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Fodder for conspiracy theories

While thrashing around about manners and respect at dejana's LJ, we started drifting into the issue of how much impact the President has on the life of the average citizen. My argument was "not much, and he shouldn't" while she felt otherwise.


I also made the point that the individual citizen has the most impact on local government, and that impact gets weaker the further up the government pyramid you go. Your Senator and Congressman may nod politely and make a few minutes' time for you if you come to Washington, but they'll pay a lot more attention if you have a few thousand angry neighbors with you, especially if those neighbors are pretty well off. Which is why people tend to join groups like the NRA, get involved in political parties (and their subgroups) and/or contribute money to corporate PACs or unions.* This is actually the way it's supposed to work; after all, we live in a republic, not a democracy, and a damn good thing too.

Unfortunately, the level of government we have the least control over has been growing pretty steadily since the 1930s, so people tend to feel more disaffected and less prone to get involved in local government. Since the media tend to cover federal government the best (that's where they all are, after all) that's an additional source of distraction and disaffection. And pretty soon everybody goes crying to their Congresscritter for every little thing, which is how we wind up with all this goddamn pork in the budget.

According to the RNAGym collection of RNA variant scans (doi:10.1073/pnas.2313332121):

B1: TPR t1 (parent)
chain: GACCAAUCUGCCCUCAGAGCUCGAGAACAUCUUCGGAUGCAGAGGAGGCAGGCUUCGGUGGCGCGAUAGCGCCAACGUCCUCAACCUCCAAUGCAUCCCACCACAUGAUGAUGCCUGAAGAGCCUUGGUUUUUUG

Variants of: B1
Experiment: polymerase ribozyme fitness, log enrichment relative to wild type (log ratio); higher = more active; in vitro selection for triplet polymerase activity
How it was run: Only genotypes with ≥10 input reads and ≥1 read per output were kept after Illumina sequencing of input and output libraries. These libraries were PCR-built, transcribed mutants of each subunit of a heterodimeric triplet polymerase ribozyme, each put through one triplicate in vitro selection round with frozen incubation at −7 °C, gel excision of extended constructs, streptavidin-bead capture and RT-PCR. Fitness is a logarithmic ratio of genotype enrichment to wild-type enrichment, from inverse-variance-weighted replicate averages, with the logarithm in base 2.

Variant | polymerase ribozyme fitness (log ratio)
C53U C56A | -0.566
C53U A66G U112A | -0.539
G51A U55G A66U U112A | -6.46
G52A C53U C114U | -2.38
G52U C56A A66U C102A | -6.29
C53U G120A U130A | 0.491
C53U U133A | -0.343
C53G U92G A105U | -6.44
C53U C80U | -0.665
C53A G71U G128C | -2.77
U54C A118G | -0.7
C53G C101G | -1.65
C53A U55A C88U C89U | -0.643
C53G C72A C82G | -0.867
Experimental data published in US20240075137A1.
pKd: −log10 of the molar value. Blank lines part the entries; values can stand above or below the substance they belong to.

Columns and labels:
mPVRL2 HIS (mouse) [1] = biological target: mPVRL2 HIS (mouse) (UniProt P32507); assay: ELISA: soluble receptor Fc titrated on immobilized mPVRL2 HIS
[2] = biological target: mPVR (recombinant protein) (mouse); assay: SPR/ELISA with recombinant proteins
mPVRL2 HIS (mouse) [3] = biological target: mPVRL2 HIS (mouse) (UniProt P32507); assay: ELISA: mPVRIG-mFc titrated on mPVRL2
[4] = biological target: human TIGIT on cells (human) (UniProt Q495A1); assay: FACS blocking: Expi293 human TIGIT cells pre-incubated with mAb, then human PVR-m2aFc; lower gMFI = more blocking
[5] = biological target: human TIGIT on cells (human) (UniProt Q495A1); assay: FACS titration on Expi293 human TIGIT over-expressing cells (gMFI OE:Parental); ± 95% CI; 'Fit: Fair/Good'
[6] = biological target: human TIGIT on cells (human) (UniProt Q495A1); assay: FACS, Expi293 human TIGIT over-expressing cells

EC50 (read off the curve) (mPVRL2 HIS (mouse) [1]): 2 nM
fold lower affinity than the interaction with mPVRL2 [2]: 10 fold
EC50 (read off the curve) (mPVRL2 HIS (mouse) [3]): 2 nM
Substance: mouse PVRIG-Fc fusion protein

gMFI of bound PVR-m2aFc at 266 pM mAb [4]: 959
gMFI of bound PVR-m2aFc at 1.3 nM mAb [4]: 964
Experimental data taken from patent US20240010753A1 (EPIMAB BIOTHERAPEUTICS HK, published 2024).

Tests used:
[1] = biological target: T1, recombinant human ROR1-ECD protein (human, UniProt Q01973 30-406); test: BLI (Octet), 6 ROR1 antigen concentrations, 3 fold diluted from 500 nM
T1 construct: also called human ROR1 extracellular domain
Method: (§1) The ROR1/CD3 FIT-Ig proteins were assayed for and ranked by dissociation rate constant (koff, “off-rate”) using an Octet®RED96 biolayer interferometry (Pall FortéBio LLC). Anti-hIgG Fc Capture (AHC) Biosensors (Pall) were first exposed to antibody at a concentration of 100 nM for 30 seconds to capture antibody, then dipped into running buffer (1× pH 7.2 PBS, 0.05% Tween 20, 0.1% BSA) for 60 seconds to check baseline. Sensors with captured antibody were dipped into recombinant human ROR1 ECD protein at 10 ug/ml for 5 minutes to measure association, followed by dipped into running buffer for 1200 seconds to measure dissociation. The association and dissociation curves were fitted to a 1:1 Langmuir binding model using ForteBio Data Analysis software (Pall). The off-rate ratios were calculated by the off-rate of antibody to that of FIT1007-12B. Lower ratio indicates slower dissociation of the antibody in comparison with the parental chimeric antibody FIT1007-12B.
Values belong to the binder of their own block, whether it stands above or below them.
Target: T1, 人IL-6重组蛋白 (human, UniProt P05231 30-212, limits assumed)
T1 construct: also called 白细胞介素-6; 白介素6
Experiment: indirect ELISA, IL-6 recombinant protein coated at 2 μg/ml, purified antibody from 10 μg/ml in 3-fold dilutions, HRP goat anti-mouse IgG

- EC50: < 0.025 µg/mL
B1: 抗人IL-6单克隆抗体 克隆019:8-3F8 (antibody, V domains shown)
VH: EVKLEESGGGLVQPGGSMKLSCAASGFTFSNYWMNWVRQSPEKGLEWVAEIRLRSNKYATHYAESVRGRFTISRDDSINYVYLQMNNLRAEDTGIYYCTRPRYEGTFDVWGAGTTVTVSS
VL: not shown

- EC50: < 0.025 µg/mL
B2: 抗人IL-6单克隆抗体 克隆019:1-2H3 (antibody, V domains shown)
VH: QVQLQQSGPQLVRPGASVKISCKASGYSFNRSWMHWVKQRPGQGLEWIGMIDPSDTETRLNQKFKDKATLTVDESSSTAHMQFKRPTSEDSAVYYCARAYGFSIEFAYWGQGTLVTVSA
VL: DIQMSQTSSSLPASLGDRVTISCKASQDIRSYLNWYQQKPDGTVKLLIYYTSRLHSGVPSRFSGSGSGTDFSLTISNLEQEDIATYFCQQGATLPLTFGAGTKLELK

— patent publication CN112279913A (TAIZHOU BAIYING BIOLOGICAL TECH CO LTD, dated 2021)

Also unfortunately, there's this tendency to act as if the President is some kind of God-Emperor who can fix anything or cure any problem or hold back the waves by his command. I see this in some of the Obama supporters, and it does worry me some.

I'm burned out from the day's work and maundering a bit here. Maybe I'll come back to this later.


*Actually, union contributions are involuntary and you have to fight like hell to make them stop using your dues on candidates you hate.

Comments

( 8 comments — Leave a comment )
433
Jan. 22nd, 2009 04:13 am (UTC)
Hey hey, a political post of yours that I agree with 100%! :)
wombat_socho
Jan. 22nd, 2009 01:34 pm (UTC)
I think that you and I and windelina - and I'll go out on a limb here and throw in mle292 - all agree on the ends we think America ought to be pursuing. Where we disagree is on the means/methods. The older I get, the more anti-Federalist I become. This may seem to contradict the icon, but only because Libertarian Falangism hasn't got a symbol of its own yet.
433
Jan. 22nd, 2009 02:26 pm (UTC)
I think that may be true in the very loosest sense. We all want to America to be the shining beacon on the hill, to actually live up to its ideals. However, they want it without guns and with a lot more welfare and other (IMHO) wasteful monetary social programs than you and I do.
wombat_socho
Jan. 22nd, 2009 05:15 pm (UTC)
And sometimes I wonder about you. ;)
433
Jan. 22nd, 2009 06:13 pm (UTC)
You and my mother both.
wombat_socho
Jan. 23rd, 2009 02:55 am (UTC)
Heh.
dejana
Jan. 27th, 2009 07:39 am (UTC)
-_- My point was that the President does have powers that can directly affect the lives of common citizens. It's not the everyday course of events, by any means, nor did I argue that he has or should have a lot of influence over the individual. Those powers are out there. That's all.
wombat_socho
Jan. 27th, 2009 09:08 pm (UTC)
Sorry I misunderstood. I do try to get these things right, especially where friends are involved. :(
( 8 comments — Leave a comment )

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